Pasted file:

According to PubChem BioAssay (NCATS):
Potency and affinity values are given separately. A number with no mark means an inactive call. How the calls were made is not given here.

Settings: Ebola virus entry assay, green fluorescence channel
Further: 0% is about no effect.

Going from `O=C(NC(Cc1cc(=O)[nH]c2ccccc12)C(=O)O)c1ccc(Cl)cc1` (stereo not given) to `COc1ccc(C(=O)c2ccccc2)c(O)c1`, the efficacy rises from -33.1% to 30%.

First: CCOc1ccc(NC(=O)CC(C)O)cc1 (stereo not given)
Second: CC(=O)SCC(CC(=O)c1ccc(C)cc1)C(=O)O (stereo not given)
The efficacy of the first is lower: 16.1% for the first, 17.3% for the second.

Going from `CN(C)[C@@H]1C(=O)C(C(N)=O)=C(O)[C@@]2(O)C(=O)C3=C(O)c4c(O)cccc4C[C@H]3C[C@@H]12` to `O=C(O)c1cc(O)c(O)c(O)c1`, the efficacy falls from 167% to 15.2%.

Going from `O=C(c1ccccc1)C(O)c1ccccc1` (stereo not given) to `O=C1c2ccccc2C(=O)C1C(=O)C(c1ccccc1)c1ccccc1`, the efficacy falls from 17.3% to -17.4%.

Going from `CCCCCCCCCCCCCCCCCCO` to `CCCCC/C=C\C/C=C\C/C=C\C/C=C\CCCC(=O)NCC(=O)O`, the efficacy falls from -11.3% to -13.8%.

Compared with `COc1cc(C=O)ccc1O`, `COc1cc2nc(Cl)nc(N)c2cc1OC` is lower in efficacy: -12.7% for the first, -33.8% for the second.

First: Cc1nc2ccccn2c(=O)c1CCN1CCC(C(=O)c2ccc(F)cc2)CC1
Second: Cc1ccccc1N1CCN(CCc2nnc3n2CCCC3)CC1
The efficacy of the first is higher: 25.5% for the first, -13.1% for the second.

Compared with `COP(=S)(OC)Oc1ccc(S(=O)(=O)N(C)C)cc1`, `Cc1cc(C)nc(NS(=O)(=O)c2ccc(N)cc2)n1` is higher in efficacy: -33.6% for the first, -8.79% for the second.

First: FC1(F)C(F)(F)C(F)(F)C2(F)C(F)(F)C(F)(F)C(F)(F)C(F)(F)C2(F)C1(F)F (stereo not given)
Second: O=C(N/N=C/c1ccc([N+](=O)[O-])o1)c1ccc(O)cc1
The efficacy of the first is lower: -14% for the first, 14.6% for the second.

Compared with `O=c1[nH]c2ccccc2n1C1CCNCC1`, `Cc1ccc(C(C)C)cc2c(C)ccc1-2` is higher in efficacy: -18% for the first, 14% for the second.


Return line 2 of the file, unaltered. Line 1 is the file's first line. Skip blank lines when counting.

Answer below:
Potency and affinity values are given separately. A number with no mark means an inactive call. How the calls were made is not given here.